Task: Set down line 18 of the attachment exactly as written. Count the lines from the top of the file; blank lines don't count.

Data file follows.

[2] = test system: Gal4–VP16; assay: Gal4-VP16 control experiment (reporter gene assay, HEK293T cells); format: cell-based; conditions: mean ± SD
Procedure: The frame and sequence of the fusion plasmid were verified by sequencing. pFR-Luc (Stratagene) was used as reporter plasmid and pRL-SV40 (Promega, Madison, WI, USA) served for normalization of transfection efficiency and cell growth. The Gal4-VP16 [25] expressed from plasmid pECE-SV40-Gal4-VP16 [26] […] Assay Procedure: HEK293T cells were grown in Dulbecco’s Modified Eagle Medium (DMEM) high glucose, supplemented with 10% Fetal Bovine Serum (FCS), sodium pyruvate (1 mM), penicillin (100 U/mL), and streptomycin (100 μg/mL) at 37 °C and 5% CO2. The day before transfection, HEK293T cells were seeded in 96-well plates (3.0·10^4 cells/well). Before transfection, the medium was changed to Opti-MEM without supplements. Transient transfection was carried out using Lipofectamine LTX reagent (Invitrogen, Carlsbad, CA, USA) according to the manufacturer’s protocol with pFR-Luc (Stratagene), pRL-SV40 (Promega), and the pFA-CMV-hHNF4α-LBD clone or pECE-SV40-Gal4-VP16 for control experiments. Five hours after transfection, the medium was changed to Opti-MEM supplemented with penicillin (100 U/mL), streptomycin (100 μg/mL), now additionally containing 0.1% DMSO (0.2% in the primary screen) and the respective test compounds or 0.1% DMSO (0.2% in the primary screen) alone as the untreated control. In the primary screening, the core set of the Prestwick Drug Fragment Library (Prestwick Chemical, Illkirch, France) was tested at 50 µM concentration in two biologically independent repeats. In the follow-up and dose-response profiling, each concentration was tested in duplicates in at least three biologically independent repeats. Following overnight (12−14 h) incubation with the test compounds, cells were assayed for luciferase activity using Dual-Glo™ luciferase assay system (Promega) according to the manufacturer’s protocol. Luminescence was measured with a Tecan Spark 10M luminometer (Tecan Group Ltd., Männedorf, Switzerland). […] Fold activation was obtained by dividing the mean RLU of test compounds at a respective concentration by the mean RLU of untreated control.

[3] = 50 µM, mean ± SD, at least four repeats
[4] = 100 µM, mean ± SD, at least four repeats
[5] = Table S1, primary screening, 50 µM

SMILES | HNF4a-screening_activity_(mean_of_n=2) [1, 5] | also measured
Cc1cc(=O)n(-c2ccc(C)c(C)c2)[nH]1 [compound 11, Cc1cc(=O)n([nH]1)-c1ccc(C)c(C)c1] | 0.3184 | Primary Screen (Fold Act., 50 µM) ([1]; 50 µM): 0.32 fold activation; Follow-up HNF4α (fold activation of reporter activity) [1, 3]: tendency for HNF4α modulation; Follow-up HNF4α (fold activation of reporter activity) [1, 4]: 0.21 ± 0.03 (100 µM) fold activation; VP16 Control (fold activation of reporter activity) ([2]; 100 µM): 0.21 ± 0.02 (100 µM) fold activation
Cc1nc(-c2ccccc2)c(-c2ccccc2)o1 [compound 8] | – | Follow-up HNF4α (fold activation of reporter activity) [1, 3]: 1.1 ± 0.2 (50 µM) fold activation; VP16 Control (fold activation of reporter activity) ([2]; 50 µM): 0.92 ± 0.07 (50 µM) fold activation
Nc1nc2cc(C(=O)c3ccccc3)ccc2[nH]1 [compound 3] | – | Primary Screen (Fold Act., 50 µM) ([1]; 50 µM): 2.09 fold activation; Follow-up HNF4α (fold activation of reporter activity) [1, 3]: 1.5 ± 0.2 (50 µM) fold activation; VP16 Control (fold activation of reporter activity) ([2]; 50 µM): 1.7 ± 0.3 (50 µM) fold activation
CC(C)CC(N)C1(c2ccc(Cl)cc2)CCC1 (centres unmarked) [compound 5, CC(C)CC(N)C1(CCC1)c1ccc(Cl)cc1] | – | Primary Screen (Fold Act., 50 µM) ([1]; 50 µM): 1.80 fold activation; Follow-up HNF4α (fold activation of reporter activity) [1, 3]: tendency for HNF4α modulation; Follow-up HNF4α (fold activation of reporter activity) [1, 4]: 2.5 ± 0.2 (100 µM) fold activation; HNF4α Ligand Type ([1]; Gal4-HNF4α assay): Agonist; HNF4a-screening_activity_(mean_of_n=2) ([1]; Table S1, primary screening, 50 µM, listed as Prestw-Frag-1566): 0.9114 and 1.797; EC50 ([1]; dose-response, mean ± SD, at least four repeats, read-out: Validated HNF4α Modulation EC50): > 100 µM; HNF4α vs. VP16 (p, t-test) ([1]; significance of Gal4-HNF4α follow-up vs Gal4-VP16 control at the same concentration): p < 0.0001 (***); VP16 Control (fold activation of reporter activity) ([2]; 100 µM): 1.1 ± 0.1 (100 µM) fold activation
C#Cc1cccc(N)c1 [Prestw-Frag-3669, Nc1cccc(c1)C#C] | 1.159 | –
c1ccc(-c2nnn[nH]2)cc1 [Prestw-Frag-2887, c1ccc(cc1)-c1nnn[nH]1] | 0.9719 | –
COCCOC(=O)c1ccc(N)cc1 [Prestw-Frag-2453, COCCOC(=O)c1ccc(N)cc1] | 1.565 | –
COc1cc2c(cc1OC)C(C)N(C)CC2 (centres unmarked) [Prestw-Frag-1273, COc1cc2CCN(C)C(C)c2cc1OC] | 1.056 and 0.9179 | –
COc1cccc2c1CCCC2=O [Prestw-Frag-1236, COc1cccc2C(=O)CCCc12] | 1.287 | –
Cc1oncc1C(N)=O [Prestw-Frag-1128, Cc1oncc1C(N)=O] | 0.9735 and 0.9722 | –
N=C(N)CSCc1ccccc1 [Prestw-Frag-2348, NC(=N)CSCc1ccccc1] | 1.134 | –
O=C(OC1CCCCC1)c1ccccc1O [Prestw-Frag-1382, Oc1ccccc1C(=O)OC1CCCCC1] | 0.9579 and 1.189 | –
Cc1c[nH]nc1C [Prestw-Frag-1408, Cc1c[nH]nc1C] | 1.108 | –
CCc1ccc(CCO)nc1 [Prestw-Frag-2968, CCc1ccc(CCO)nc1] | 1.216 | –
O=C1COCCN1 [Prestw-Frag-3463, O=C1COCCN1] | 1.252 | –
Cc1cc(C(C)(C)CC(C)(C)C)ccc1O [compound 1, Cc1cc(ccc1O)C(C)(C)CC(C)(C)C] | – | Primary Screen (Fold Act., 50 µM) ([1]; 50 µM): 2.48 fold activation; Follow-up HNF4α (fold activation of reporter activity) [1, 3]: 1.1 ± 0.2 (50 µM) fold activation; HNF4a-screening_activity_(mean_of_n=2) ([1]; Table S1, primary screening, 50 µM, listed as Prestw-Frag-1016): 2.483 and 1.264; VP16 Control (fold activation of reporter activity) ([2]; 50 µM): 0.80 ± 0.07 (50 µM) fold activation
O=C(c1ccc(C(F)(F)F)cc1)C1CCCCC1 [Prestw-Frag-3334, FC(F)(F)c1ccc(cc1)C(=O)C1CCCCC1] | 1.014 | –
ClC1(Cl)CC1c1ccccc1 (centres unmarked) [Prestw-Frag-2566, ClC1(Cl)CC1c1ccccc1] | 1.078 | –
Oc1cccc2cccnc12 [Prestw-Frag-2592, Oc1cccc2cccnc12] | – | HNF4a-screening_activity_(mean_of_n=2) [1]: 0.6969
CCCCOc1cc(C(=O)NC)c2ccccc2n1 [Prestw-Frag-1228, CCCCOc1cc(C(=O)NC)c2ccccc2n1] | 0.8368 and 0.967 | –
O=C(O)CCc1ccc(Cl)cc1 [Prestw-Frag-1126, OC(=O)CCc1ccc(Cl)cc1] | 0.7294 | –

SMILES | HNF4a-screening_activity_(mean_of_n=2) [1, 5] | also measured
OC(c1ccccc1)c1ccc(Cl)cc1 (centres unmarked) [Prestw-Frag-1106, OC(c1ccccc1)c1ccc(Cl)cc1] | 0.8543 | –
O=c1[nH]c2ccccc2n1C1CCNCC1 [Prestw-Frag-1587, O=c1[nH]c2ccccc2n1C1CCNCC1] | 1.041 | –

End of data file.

O=C(OC1CCCCC1)c1ccccc1O [Prestw-Frag-1382, Oc1ccccc1C(=O)OC1CCCCC1] | 0.9579 and 1.189 | –